[0026] Database tables, for example, relational database tables are a common method of programming a computer with information such that the information is readily associated and manipulated. For example, relational database tables are often used to manage complex on-line transaction systems, linking and coordinating a real-time transaction with customer, inventory, order, payment, shipping, and other data (e.g., most Internet based businesses). Alternatively, other database schematics may be used to implement the method and system of the present invention.

[0027] At step 166, the records from the ARMS staging database 164 are read. Step 168 determines whether the record is the last record. The process ends if the record is the last record. Step 170 determines whether there is a valid solicitation identifier for a given record. The solicitation identifier is a field within the record that identifies which campaign originated the mailing. Additional information from an internal database housing data pertinent to a particular marketing campaign is used to determine whether a solicitation identifier is valid. Such a database may include information such as the mailing class and size, type of offer, line of business, date of mailing, etc. If the solicitation identifier is valid (e.g., the solicitation id was found in the ARMS promo offer database 322), a field within the ARMS staging database record corresponding to a solicitation identifier flag is updated to “Y” in step 171 to indicate that the solicitation is a valid solicitation. If the solicitation identifier is not valid, the solicitation identifier flag is updated to “N” in step 172. Steps 171 and 172 then both go to step 174, which determines whether a check digit (e.g., the industry standard mod 10 calculation) within the record is valid. An invalid check digit may indicate that the MIN was scanned or keyed improperly. If the check digit is valid, step 175 is executed to update the valid check digit flag to “Y”. Conversely, if the check digit is invalid, step 176 is executed to update the valid check digit flag to “N”. Steps 175 and 176 both go to step 178, which causes the updated record to be rewritten to the ARMS staging database 164. The processing of the next record then resumes at step 166. Thus, ARMS staging database is updated with indication whether the returned mail record has a valid check digit and solicitation identifier.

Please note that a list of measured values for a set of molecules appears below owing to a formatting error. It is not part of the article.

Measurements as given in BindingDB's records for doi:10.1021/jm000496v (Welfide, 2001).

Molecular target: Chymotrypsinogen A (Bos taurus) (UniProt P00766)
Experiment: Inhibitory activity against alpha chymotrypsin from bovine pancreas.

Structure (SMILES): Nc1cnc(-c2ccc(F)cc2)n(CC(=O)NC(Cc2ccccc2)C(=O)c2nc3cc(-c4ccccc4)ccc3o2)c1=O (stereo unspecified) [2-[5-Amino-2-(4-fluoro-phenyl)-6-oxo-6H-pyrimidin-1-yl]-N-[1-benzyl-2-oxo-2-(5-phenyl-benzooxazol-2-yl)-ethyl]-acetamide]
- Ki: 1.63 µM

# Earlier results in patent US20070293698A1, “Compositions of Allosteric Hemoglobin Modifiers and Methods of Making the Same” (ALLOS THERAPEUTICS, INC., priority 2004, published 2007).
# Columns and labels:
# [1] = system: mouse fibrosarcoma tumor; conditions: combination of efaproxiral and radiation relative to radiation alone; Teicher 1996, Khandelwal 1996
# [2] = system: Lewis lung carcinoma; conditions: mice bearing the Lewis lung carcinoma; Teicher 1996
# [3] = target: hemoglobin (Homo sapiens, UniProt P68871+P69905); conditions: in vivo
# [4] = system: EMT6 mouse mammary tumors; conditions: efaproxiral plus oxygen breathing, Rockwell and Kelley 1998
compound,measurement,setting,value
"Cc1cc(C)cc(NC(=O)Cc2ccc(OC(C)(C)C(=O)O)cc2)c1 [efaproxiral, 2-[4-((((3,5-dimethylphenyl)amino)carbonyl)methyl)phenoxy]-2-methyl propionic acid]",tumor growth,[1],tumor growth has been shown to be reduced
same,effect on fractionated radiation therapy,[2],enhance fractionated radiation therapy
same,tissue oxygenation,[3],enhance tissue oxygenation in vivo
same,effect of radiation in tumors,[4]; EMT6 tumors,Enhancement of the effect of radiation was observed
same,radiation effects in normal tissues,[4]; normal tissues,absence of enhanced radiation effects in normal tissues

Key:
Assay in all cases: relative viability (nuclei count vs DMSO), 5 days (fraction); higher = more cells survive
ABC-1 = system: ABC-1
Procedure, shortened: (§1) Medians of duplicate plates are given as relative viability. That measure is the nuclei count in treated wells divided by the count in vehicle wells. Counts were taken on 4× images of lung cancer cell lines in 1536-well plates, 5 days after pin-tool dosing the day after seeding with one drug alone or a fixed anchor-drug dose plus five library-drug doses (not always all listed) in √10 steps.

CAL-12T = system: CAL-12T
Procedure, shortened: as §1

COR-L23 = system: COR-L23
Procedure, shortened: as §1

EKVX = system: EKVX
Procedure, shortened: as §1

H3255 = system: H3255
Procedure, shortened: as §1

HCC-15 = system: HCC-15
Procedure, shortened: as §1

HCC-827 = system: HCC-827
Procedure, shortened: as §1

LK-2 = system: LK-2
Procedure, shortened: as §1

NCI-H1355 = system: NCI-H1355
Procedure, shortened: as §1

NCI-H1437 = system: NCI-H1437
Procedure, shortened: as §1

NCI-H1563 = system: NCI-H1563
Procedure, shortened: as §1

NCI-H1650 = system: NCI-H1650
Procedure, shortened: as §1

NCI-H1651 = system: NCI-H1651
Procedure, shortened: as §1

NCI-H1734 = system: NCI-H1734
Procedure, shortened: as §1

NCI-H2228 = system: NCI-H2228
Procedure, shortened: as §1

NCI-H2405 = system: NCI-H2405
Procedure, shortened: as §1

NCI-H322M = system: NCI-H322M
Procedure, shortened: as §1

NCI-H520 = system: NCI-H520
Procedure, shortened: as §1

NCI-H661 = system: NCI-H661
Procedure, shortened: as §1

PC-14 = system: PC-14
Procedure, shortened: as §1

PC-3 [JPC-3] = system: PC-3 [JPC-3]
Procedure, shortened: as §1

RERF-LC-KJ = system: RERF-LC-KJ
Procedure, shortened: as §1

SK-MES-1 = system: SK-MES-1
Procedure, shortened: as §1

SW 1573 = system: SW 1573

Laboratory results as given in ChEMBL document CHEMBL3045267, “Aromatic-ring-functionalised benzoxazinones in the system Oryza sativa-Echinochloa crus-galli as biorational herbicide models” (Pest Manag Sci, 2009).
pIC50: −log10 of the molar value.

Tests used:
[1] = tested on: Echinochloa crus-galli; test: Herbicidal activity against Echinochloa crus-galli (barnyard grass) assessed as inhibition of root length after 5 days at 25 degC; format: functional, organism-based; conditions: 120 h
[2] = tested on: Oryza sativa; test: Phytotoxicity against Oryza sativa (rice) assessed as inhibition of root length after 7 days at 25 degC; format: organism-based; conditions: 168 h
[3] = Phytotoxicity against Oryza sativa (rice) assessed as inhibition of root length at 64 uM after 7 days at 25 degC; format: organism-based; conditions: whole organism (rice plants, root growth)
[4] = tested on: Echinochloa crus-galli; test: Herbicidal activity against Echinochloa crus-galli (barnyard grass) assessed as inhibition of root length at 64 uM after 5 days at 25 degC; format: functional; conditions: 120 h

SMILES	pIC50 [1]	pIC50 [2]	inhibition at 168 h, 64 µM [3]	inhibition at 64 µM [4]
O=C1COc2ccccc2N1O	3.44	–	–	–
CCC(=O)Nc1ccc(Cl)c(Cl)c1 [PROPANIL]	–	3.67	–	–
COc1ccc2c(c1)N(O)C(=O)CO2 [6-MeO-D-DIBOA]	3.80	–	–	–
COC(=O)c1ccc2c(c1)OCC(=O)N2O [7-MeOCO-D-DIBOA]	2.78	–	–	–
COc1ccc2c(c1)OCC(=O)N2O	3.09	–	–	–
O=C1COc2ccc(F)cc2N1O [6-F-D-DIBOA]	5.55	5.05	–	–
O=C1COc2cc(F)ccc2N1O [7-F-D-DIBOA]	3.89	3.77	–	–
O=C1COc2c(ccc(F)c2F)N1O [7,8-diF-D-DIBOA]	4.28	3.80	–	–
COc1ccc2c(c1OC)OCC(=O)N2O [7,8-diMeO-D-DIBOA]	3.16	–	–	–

[0028] FIG. 5 illustrates a flowchart 180 for the initial updating of an ARMS historical database 276. This table houses historical information about returned mail indexed by MIN. A record in the ARMS staging database 164 that has been updated at step 178 (FIG. 4) is read at step 182. Step 183 checks if this is the last record. If the record is the last record, the process ends. Otherwise step 184 checks to see if the record is a valid record by checking the solicitation identifier and check digit valid flags set in the flowchart 160 of FIG. 4. If the record is not a valid record, step 186 determines if the record is a new record in the ARMS historical database 276 by checking to see if the record is already part of the ARMS historical database 276. At step 188 if the record that has its valid flag set to “N” does not already exist in the ARMS historical database 276, this record is inserted into the ARMS historical database 276. At step 194, if this record already exists, the duplicate counter is incremented or updated. If at step 184 it is determined that the record is a valid record, step 192 determines whether the MIN is new. New valid records are passed at this point but are inserted into the ARMS historical database 276 as shown in FIG. 7 after additional data elements are gathered into the fall ARMS staging database 232 in FIG. 6. If the record is a duplicate valid record, the duplicate counter is updated in the existing record in step 194. The process then reads the next record from the ARMS staging database 164 in step 182. By storing invalid records in the ARMS historical database 276 with the appropriate error flags set, process quality analysis can be performed, and errors in the system can be detected and corrected.